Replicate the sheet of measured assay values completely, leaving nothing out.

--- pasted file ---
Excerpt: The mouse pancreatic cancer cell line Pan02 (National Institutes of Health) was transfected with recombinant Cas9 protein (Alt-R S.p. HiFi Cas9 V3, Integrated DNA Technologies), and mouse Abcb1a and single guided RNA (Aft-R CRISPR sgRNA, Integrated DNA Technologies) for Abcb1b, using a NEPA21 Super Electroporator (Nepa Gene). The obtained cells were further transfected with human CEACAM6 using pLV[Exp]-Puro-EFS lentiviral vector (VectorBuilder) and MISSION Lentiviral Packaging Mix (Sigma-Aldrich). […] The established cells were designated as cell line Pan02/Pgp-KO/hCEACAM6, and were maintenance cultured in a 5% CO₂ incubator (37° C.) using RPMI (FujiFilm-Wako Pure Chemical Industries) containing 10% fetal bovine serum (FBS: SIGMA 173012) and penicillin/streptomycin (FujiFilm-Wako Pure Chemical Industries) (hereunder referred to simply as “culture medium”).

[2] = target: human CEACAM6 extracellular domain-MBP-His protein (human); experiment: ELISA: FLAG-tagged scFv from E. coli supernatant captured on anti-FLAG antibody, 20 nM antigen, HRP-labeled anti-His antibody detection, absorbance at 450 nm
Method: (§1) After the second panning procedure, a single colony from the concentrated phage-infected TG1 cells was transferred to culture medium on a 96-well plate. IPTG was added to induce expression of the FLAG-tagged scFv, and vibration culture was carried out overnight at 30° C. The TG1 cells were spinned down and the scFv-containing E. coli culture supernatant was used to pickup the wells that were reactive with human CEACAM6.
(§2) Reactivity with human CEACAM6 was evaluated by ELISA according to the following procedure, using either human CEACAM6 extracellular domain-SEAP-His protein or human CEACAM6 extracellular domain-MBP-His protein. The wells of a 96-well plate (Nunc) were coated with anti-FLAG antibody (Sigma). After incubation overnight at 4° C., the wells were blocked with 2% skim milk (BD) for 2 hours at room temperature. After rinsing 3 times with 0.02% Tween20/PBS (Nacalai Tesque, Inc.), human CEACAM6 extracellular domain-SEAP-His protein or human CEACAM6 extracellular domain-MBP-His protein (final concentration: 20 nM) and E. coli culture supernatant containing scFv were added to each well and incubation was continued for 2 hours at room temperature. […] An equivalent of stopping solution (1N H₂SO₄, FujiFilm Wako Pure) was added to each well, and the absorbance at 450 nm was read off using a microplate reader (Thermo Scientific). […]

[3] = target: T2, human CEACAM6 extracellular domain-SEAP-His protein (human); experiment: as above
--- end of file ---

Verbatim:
Excerpt: The mouse pancreatic cancer cell line Pan02 (National Institutes of Health) was transfected with recombinant Cas9 protein (Alt-R S.p. HiFi Cas9 V3, Integrated DNA Technologies), and mouse Abcb1a and single guided RNA (Aft-R CRISPR sgRNA, Integrated DNA Technologies) for Abcb1b, using a NEPA21 Super Electroporator (Nepa Gene). The obtained cells were further transfected with human CEACAM6 using pLV[Exp]-Puro-EFS lentiviral vector (VectorBuilder) and MISSION Lentiviral Packaging Mix (Sigma-Aldrich). […] The established cells were designated as cell line Pan02/Pgp-KO/hCEACAM6, and were maintenance cultured in a 5% CO₂ incubator (37° C.) using RPMI (FujiFilm-Wako Pure Chemical Industries) containing 10% fetal bovine serum (FBS: SIGMA 173012) and penicillin/streptomycin (FujiFilm-Wako Pure Chemical Industries) (hereunder referred to simply as “culture medium”).

[2] = target: human CEACAM6 extracellular domain-MBP-His protein (human); experiment: ELISA: FLAG-tagged scFv from E. coli supernatant captured on anti-FLAG antibody, 20 nM antigen, HRP-labeled anti-His antibody detection, absorbance at 450 nm
Method: (§1) After the second panning procedure, a single colony from the concentrated phage-infected TG1 cells was transferred to culture medium on a 96-well plate. IPTG was added to induce expression of the FLAG-tagged scFv, and vibration culture was carried out overnight at 30° C. The TG1 cells were spinned down and the scFv-containing E. coli culture supernatant was used to pickup the wells that were reactive with human CEACAM6.
(§2) Reactivity with human CEACAM6 was evaluated by ELISA according to the following procedure, using either human CEACAM6 extracellular domain-SEAP-His protein or human CEACAM6 extracellular domain-MBP-His protein. The wells of a 96-well plate (Nunc) were coated with anti-FLAG antibody (Sigma). After incubation overnight at 4° C., the wells were blocked with 2% skim milk (BD) for 2 hours at room temperature. After rinsing 3 times with 0.02% Tween20/PBS (Nacalai Tesque, Inc.), human CEACAM6 extracellular domain-SEAP-His protein or human CEACAM6 extracellular domain-MBP-His protein (final concentration: 20 nM) and E. coli culture supernatant containing scFv were added to each well and incubation was continued for 2 hours at room temperature. […] An equivalent of stopping solution (1N H₂SO₄, FujiFilm Wako Pure) was added to each well, and the absorbance at 450 nm was read off using a microplate reader (Thermo Scientific). […]

[3] = target: T2, human CEACAM6 extracellular domain-SEAP-His protein (human); experiment: as above